A Fin24 user writes:
I am 69 years old and have R450 000 saved in a money market fund.
I would like to know if I would be making a good investment if I were to transfer it to a retirement annuity (RA) now, as I will only be working for another two years.
Which option would you recommend, what pension would this pay me each month, and what would be the tax on this at age 71 when I retire?Stella Arthur, a financial planning analyst for senior market advice at Sanlam, responds:
An RA is usually a long-term savings vehicle aimed at assisting people in providing for their retirement.
The key words here are "long-term". As markets fluctuate during different economic cycles, a long-term investment will be variable in returns earned.
You have only two years left until you retire, which is a very short time. This does not allow for the opportunity to allocate funds in a riskier investment portfolio with the potential for higher returns (any losses earned will not have sufficient time to recover).
Under normal circumstances, people with two years left until retirement will have their underlying investments allocated more into cash reserves (a more cautious/conservative profiled investment).
Therefore it may be unwise to shift your cash investment into an RA as the opportunity for riskier investments is no longer a realistic option.
An important benefit of investing in an RA is the potential for tax-deductibility of your contributions. The deduction is limited to the greater of 15% of non-retirement funding income, or R3 500 less allowable pension fund contribution, or R1 750.
Should you invest the R450 000 cash into an RA now, the immediate tax benefit for the tax year 2012/2013 may be limited.
You will be entitled to commute a maximum lump sum of one-third of the interest, of which the first R315 000 is tax free (if not utilised already plus all previously disallowed contributions).
The remaining balance is subject to tax according to the retirement tax scales.
You must consider any other retirement lump sum that you may be entitled to, as the tax-free R315 000 is not applied to all lump sums receivable on an individual commutation basis but rather to the lump sums receivable cumulatively.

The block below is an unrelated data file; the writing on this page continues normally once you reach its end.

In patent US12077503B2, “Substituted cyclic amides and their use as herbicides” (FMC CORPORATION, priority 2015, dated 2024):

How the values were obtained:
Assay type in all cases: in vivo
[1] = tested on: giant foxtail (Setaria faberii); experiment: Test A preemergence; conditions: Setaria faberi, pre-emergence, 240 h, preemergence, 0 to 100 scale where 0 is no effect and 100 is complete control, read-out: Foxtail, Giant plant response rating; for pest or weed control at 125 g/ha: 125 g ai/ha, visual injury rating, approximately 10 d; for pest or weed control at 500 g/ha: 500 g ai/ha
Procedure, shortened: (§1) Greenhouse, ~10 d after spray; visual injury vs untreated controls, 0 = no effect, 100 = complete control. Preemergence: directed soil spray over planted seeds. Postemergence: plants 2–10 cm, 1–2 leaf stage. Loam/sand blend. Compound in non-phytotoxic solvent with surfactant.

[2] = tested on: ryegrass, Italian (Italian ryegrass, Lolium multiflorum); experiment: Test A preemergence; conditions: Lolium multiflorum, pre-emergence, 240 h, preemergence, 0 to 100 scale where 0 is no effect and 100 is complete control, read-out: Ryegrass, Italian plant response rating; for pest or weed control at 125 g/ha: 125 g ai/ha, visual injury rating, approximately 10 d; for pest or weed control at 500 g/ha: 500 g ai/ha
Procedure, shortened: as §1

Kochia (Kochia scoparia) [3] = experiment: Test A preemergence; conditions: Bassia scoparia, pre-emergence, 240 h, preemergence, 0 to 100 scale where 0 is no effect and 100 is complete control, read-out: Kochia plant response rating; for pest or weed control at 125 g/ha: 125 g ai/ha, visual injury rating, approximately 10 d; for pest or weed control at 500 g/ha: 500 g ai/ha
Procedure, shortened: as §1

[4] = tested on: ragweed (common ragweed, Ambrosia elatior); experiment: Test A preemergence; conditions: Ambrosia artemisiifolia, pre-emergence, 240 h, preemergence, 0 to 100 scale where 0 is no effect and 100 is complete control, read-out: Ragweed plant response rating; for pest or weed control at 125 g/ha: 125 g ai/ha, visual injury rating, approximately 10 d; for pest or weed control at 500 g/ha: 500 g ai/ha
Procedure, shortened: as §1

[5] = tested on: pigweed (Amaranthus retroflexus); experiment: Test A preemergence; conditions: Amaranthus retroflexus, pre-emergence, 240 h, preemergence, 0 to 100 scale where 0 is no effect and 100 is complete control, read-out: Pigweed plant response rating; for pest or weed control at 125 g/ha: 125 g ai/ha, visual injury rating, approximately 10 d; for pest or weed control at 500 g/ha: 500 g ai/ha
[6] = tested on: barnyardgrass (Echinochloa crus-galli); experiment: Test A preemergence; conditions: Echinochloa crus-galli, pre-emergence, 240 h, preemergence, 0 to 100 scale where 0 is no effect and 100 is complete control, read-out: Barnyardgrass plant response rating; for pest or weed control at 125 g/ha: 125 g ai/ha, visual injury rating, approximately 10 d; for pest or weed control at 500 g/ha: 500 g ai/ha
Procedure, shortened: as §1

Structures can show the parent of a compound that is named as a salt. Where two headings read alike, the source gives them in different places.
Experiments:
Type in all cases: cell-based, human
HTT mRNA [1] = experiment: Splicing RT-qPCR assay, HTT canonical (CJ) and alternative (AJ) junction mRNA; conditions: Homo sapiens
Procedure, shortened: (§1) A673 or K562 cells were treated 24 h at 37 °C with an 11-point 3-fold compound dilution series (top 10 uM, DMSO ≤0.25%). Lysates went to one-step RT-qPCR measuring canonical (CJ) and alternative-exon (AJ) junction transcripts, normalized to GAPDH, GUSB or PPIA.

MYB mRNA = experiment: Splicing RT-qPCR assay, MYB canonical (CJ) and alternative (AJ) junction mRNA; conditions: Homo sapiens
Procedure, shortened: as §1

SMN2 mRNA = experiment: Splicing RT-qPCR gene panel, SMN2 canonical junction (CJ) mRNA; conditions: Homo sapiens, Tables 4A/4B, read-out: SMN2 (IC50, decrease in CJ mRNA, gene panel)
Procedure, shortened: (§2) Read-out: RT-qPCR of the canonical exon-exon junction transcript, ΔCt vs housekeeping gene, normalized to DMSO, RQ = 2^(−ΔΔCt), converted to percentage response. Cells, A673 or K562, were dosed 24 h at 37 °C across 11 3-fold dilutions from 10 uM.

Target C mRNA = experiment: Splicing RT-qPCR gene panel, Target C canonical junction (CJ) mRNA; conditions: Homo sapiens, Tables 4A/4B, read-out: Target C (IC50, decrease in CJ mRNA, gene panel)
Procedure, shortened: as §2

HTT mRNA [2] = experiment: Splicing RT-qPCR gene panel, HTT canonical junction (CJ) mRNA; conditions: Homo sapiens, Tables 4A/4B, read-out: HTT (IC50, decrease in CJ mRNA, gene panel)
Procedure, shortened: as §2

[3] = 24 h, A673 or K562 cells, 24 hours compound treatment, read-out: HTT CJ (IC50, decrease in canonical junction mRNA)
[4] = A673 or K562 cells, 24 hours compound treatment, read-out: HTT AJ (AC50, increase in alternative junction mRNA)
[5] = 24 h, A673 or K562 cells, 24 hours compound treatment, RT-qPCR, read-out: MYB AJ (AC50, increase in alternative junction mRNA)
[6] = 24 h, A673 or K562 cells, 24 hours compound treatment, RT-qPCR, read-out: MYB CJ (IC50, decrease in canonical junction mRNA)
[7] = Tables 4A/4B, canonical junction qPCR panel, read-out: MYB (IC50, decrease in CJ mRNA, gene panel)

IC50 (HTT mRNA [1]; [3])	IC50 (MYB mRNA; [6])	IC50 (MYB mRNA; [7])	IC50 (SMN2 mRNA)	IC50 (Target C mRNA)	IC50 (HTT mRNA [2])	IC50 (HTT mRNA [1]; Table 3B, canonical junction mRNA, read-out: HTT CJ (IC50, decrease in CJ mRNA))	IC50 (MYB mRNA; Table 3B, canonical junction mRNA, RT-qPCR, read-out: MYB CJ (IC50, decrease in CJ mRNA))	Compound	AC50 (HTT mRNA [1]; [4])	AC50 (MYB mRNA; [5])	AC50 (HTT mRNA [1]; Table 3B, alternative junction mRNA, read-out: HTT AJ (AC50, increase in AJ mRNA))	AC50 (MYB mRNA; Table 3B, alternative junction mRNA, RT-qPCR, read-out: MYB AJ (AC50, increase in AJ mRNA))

The remaining two-thirds will be utilised to purchase a compulsory life annuity. The life annuity receivable is taxable according to your marginal tax rates.
In receiving an annuity, the amount that you may receive is limited to percentages as determined by the fund (a minimum of 2.5% and a maximum of 17.5%).
This type of rule may inhibit you from enjoying your desired lifestyle as the monthly income may be inadequate.
Currently your money is invested in a money market fund which is a safe option, considering you want to retire in two years.
You are entitled to the full amount whenever you choose and it is completely tax free (interest earned for the year excluded).
Should you choose to keep your cash in the money market fund, your investment will grow over the next two years with money market rates.
The only tax payable on this investment is based on the annual interest earned. You may enjoy the benefit of the annual interest exemption, which currently is R33 000 for an individual over the age of 65 for the tax year 2012/13.
Assuming money market interest rates remain at a constant of 5.17% pa (current nominal rates as per Stanlib – 7/9/2012), and that the only interest you earn is derived from the above money market fund, the interest that you will earn in the 2012/2013 tax year is R450 000 x 5.17% = R23 265.
Applying the interest exemption of R33 000 will make the full interest earned income-tax free.
If you are willing to postpone retirement for a few more years, an alternative that can be considered is an investment into a collective investment scheme (unit trust).
Unfortunately we cannot speculate on the pension that will be payable at retirement, should you choose to invest in an RA. The tax payable will be subject to the lump sum taken, annuity received and any changes to tax rates as per the South African Revenue Service.
The above response is a general one due to the omission of important information such as: your appetite for risk, what other retirement investments you have and your reasons for considering investing your cash in an RA.
This is why it would be beneficial and more appropriate to consult with your financial adviser for comprehensive advice.
Your financial adviser will take a holistic view of your current investment portfolio, retirement savings and tax position, and will then be in a better position to give you advice tailor-made around your specific needs and objectives.
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